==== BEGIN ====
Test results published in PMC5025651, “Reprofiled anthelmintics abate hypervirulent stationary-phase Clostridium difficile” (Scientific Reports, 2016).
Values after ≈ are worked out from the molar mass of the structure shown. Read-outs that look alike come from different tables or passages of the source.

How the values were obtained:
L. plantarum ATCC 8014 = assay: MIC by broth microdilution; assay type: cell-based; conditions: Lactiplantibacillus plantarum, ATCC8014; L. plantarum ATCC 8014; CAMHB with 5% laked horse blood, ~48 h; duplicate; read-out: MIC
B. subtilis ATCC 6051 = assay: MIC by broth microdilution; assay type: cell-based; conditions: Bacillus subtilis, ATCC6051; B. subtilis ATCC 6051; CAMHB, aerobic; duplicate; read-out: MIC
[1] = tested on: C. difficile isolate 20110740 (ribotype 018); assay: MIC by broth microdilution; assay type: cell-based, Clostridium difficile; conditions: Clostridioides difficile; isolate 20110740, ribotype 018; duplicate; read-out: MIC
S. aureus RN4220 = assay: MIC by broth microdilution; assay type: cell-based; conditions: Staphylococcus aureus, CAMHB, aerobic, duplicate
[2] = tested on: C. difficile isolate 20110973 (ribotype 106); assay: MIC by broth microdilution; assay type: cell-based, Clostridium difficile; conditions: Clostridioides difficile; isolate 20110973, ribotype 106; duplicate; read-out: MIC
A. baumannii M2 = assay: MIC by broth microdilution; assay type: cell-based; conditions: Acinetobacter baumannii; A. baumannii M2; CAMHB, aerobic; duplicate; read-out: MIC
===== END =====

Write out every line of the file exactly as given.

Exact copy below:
Test results published in PMC5025651, “Reprofiled anthelmintics abate hypervirulent stationary-phase Clostridium difficile” (Scientific Reports, 2016).
Values after ≈ are worked out from the molar mass of the structure shown. Read-outs that look alike come from different tables or passages of the source.

How the values were obtained:
L. plantarum ATCC 8014 = assay: MIC by broth microdilution; assay type: cell-based; conditions: Lactiplantibacillus plantarum, ATCC8014; L. plantarum ATCC 8014; CAMHB with 5% laked horse blood, ~48 h; duplicate; read-out: MIC
B. subtilis ATCC 6051 = assay: MIC by broth microdilution; assay type: cell-based; conditions: Bacillus subtilis, ATCC6051; B. subtilis ATCC 6051; CAMHB, aerobic; duplicate; read-out: MIC
[1] = tested on: C. difficile isolate 20110740 (ribotype 018); assay: MIC by broth microdilution; assay type: cell-based, Clostridium difficile; conditions: Clostridioides difficile; isolate 20110740, ribotype 018; duplicate; read-out: MIC
S. aureus RN4220 = assay: MIC by broth microdilution; assay type: cell-based; conditions: Staphylococcus aureus, CAMHB, aerobic, duplicate
[2] = tested on: C. difficile isolate 20110973 (ribotype 106); assay: MIC by broth microdilution; assay type: cell-based, Clostridium difficile; conditions: Clostridioides difficile; isolate 20110973, ribotype 106; duplicate; read-out: MIC
A. baumannii M2 = assay: MIC by broth microdilution; assay type: cell-based; conditions: Acinetobacter baumannii; A. baumannii M2; CAMHB, aerobic; duplicate; read-out: MIC